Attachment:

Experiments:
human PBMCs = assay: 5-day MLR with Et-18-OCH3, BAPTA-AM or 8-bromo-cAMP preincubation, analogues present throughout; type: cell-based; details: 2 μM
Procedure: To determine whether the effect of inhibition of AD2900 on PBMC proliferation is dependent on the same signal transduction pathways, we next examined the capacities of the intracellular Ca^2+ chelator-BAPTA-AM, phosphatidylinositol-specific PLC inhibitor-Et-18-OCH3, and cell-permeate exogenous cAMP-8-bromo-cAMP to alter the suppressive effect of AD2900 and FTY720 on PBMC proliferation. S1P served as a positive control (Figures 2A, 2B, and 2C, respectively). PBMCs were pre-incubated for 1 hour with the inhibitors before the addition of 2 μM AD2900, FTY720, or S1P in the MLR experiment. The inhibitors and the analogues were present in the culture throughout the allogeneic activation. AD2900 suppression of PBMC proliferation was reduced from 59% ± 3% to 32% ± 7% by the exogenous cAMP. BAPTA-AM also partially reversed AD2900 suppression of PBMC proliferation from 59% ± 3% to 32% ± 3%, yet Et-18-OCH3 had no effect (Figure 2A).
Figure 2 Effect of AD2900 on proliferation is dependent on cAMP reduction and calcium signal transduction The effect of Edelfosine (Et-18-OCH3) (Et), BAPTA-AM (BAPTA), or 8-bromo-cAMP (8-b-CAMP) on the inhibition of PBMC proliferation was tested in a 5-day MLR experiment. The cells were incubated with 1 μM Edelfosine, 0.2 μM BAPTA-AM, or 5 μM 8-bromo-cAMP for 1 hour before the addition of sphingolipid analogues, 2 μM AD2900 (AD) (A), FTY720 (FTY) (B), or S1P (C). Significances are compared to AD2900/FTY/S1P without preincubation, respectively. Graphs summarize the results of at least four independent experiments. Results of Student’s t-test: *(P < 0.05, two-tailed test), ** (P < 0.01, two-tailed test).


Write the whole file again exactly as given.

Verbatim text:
Experiments:
human PBMCs = assay: 5-day MLR with Et-18-OCH3, BAPTA-AM or 8-bromo-cAMP preincubation, analogues present throughout; type: cell-based; details: 2 μM
Procedure: To determine whether the effect of inhibition of AD2900 on PBMC proliferation is dependent on the same signal transduction pathways, we next examined the capacities of the intracellular Ca^2+ chelator-BAPTA-AM, phosphatidylinositol-specific PLC inhibitor-Et-18-OCH3, and cell-permeate exogenous cAMP-8-bromo-cAMP to alter the suppressive effect of AD2900 and FTY720 on PBMC proliferation. S1P served as a positive control (Figures 2A, 2B, and 2C, respectively). PBMCs were pre-incubated for 1 hour with the inhibitors before the addition of 2 μM AD2900, FTY720, or S1P in the MLR experiment. The inhibitors and the analogues were present in the culture throughout the allogeneic activation. AD2900 suppression of PBMC proliferation was reduced from 59% ± 3% to 32% ± 7% by the exogenous cAMP. BAPTA-AM also partially reversed AD2900 suppression of PBMC proliferation from 59% ± 3% to 32% ± 3%, yet Et-18-OCH3 had no effect (Figure 2A).
Figure 2 Effect of AD2900 on proliferation is dependent on cAMP reduction and calcium signal transduction The effect of Edelfosine (Et-18-OCH3) (Et), BAPTA-AM (BAPTA), or 8-bromo-cAMP (8-b-CAMP) on the inhibition of PBMC proliferation was tested in a 5-day MLR experiment. The cells were incubated with 1 μM Edelfosine, 0.2 μM BAPTA-AM, or 5 μM 8-bromo-cAMP for 1 hour before the addition of sphingolipid analogues, 2 μM AD2900 (AD) (A), FTY720 (FTY) (B), or S1P (C). Significances are compared to AD2900/FTY/S1P without preincubation, respectively. Graphs summarize the results of at least four independent experiments. Results of Student’s t-test: *(P < 0.05, two-tailed test), ** (P < 0.01, two-tailed test).